So... Earthing the reader is a term I've taken to using when thinking about when it comes to reader perceptions.
Broadly speaking, it works like this: There's an aspect or thing that has an impact on the story or character. Say... a gun that kills an intruder. Easy, right?
Well... no. Because if you want to keep your readers happy and the tension going, two things need to happen.
1) The reader must be shown that there is in fact a gun in the house.
2) The reader must be on the edge of his seat,
biting his fingernails because of the fact that the intruder broke in.
Now for things to be made even better, the gun and intruder can be earthed further. For example by showing the reader that the gun in fact does not work and later revealing that the intruder is there to kill the main character. Drama abounds, right?
All because the reader was earthed right. If they aren't gently lulled into the story with wisely inserted but vital information, the climactic scene will not have an impact on the reader except apathy. Or worse: disbelief.
Earthing the reader isn't just about the storyline, though. It's in every scene. If your characters are eating, make sure the reader knows this before the character puts her plate aside. Every single thing that the character interacts with has to be set up, otherwise it looks like he or she is conjuring it out of thin air.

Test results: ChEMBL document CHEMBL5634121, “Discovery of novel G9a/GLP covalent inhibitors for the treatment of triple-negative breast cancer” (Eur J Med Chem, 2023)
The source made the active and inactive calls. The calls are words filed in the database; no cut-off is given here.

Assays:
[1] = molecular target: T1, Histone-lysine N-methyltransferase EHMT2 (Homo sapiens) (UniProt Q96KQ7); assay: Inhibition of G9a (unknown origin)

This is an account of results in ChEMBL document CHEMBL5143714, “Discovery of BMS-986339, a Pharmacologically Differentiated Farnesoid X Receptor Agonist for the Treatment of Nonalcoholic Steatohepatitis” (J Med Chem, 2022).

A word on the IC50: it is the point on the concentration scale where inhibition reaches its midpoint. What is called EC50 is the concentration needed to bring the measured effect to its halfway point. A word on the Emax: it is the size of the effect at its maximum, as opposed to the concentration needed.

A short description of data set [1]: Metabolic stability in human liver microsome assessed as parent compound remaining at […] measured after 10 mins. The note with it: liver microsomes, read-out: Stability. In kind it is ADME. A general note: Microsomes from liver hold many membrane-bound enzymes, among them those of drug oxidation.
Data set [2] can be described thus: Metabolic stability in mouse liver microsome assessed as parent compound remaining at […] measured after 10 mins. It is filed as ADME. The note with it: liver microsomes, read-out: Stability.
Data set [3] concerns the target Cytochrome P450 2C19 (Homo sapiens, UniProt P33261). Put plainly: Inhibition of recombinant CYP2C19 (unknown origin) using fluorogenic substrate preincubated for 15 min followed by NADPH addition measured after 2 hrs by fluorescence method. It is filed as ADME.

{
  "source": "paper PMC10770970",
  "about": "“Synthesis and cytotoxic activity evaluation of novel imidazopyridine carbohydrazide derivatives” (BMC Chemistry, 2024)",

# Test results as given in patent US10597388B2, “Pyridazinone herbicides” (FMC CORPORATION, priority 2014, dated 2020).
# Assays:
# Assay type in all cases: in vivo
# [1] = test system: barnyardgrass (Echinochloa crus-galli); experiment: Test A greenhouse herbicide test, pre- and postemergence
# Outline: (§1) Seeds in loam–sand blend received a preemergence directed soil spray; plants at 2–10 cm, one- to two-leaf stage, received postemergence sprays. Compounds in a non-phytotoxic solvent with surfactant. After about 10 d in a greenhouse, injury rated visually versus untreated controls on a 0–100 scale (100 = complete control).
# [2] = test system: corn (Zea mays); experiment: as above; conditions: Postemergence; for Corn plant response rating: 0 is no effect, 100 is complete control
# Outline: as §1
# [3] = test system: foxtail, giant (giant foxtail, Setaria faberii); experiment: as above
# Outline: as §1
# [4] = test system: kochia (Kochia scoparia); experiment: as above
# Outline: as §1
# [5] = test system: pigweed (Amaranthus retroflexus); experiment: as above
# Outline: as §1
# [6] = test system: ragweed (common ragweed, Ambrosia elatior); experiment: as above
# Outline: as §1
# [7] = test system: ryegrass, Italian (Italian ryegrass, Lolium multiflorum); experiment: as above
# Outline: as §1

It also extends to character motivations. Characters shouldn't be doing things without reasons, so you should be earthing the reader by either showing their motivations in small ways before something big happens. Conversely, a huge, seemingly incongruous reaction can be used to set up an important revelation of a character's motivation.
All of the above have to be done with skill and subtlety. Make it too obvious and the reader won't like it either, finicky creatures that they are...
Look Out for These:
CP and Beta reader reactions are a major indication of problems in this area. Look out for these (or similar) reactions:
1) "I don't like the Deux ex Machina in the ending."
2) "Where did this come from?"
3) "Why is the character reacting like this?"
What do you look for when earthing a reader? Do you ever pay attention to it while editing?